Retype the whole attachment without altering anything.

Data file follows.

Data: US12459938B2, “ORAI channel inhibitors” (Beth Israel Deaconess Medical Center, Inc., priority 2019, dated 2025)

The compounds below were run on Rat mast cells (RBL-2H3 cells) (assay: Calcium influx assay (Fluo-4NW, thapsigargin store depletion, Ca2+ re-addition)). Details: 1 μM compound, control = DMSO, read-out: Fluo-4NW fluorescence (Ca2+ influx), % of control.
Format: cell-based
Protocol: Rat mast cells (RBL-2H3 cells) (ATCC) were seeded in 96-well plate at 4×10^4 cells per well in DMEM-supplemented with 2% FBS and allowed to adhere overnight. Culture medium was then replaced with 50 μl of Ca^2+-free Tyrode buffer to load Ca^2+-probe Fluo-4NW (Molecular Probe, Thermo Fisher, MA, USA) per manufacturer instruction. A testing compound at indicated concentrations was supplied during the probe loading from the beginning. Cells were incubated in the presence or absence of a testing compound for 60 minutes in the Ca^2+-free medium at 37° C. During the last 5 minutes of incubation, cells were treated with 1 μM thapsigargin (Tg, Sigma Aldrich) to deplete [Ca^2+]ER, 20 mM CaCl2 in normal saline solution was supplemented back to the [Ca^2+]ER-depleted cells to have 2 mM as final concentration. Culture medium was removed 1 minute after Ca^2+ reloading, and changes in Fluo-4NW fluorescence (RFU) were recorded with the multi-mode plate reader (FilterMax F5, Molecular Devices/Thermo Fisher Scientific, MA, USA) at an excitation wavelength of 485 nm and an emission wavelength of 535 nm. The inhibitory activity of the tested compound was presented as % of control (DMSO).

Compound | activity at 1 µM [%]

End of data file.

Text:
Data: US12459938B2, “ORAI channel inhibitors” (Beth Israel Deaconess Medical Center, Inc., priority 2019, dated 2025)

The compounds below were run on Rat mast cells (RBL-2H3 cells) (assay: Calcium influx assay (Fluo-4NW, thapsigargin store depletion, Ca2+ re-addition)). Details: 1 μM compound, control = DMSO, read-out: Fluo-4NW fluorescence (Ca2+ influx), % of control.
Format: cell-based
Protocol: Rat mast cells (RBL-2H3 cells) (ATCC) were seeded in 96-well plate at 4×10^4 cells per well in DMEM-supplemented with 2% FBS and allowed to adhere overnight. Culture medium was then replaced with 50 μl of Ca^2+-free Tyrode buffer to load Ca^2+-probe Fluo-4NW (Molecular Probe, Thermo Fisher, MA, USA) per manufacturer instruction. A testing compound at indicated concentrations was supplied during the probe loading from the beginning. Cells were incubated in the presence or absence of a testing compound for 60 minutes in the Ca^2+-free medium at 37° C. During the last 5 minutes of incubation, cells were treated with 1 μM thapsigargin (Tg, Sigma Aldrich) to deplete [Ca^2+]ER, 20 mM CaCl2 in normal saline solution was supplemented back to the [Ca^2+]ER-depleted cells to have 2 mM as final concentration. Culture medium was removed 1 minute after Ca^2+ reloading, and changes in Fluo-4NW fluorescence (RFU) were recorded with the multi-mode plate reader (FilterMax F5, Molecular Devices/Thermo Fisher Scientific, MA, USA) at an excitation wavelength of 485 nm and an emission wavelength of 535 nm. The inhibitory activity of the tested compound was presented as % of control (DMSO).

Compound | activity at 1 µM [%]